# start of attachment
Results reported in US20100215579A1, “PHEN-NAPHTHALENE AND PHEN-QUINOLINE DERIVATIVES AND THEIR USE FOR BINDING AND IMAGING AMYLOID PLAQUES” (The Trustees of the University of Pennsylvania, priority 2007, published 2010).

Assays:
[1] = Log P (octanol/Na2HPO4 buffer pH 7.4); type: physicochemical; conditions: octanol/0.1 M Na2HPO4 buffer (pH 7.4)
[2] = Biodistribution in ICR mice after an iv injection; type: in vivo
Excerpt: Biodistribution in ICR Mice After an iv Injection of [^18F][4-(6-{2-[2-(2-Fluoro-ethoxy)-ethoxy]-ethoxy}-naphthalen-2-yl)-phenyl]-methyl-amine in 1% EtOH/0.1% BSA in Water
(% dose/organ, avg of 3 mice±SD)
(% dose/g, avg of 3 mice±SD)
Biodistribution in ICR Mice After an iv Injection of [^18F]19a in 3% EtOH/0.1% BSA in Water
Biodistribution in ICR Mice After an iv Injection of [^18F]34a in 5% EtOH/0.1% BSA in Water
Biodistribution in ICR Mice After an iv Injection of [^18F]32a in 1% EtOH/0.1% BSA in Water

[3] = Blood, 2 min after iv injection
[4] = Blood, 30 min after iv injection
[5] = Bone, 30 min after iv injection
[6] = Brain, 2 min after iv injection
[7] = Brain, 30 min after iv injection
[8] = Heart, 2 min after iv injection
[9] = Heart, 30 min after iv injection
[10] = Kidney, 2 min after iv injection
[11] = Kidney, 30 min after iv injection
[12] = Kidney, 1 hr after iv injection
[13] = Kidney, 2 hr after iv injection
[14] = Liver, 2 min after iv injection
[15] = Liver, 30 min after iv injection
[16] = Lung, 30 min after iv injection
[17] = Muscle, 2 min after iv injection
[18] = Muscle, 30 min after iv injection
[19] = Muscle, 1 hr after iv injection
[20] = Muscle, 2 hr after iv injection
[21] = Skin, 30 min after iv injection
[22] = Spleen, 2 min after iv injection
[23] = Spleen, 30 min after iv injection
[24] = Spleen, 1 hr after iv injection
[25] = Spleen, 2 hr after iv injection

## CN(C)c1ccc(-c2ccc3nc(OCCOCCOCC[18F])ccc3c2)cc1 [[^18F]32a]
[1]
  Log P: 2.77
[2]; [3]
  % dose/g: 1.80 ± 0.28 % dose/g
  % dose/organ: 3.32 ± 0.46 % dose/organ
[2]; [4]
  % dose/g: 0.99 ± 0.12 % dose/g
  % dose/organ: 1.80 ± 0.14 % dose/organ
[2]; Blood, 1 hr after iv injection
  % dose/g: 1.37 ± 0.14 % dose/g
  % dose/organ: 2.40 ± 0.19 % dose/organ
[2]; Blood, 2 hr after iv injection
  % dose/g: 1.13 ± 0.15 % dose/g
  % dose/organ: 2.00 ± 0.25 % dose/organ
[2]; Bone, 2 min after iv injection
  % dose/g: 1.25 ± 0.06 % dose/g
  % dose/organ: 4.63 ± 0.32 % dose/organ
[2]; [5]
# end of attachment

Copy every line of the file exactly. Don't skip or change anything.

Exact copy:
Results reported in US20100215579A1, “PHEN-NAPHTHALENE AND PHEN-QUINOLINE DERIVATIVES AND THEIR USE FOR BINDING AND IMAGING AMYLOID PLAQUES” (The Trustees of the University of Pennsylvania, priority 2007, published 2010).

Assays:
[1] = Log P (octanol/Na2HPO4 buffer pH 7.4); type: physicochemical; conditions: octanol/0.1 M Na2HPO4 buffer (pH 7.4)
[2] = Biodistribution in ICR mice after an iv injection; type: in vivo
Excerpt: Biodistribution in ICR Mice After an iv Injection of [^18F][4-(6-{2-[2-(2-Fluoro-ethoxy)-ethoxy]-ethoxy}-naphthalen-2-yl)-phenyl]-methyl-amine in 1% EtOH/0.1% BSA in Water
(% dose/organ, avg of 3 mice±SD)
(% dose/g, avg of 3 mice±SD)
Biodistribution in ICR Mice After an iv Injection of [^18F]19a in 3% EtOH/0.1% BSA in Water
Biodistribution in ICR Mice After an iv Injection of [^18F]34a in 5% EtOH/0.1% BSA in Water
Biodistribution in ICR Mice After an iv Injection of [^18F]32a in 1% EtOH/0.1% BSA in Water

[3] = Blood, 2 min after iv injection
[4] = Blood, 30 min after iv injection
[5] = Bone, 30 min after iv injection
[6] = Brain, 2 min after iv injection
[7] = Brain, 30 min after iv injection
[8] = Heart, 2 min after iv injection
[9] = Heart, 30 min after iv injection
[10] = Kidney, 2 min after iv injection
[11] = Kidney, 30 min after iv injection
[12] = Kidney, 1 hr after iv injection
[13] = Kidney, 2 hr after iv injection
[14] = Liver, 2 min after iv injection
[15] = Liver, 30 min after iv injection
[16] = Lung, 30 min after iv injection
[17] = Muscle, 2 min after iv injection
[18] = Muscle, 30 min after iv injection
[19] = Muscle, 1 hr after iv injection
[20] = Muscle, 2 hr after iv injection
[21] = Skin, 30 min after iv injection
[22] = Spleen, 2 min after iv injection
[23] = Spleen, 30 min after iv injection
[24] = Spleen, 1 hr after iv injection
[25] = Spleen, 2 hr after iv injection

## CN(C)c1ccc(-c2ccc3nc(OCCOCCOCC[18F])ccc3c2)cc1 [[^18F]32a]
[1]
  Log P: 2.77
[2]; [3]
  % dose/g: 1.80 ± 0.28 % dose/g
  % dose/organ: 3.32 ± 0.46 % dose/organ
[2]; [4]
  % dose/g: 0.99 ± 0.12 % dose/g
  % dose/organ: 1.80 ± 0.14 % dose/organ
[2]; Blood, 1 hr after iv injection
  % dose/g: 1.37 ± 0.14 % dose/g
  % dose/organ: 2.40 ± 0.19 % dose/organ
[2]; Blood, 2 hr after iv injection
  % dose/g: 1.13 ± 0.15 % dose/g
  % dose/organ: 2.00 ± 0.25 % dose/organ
[2]; Bone, 2 min after iv injection
  % dose/g: 1.25 ± 0.06 % dose/g
  % dose/organ: 4.63 ± 0.32 % dose/organ
[2]; [5]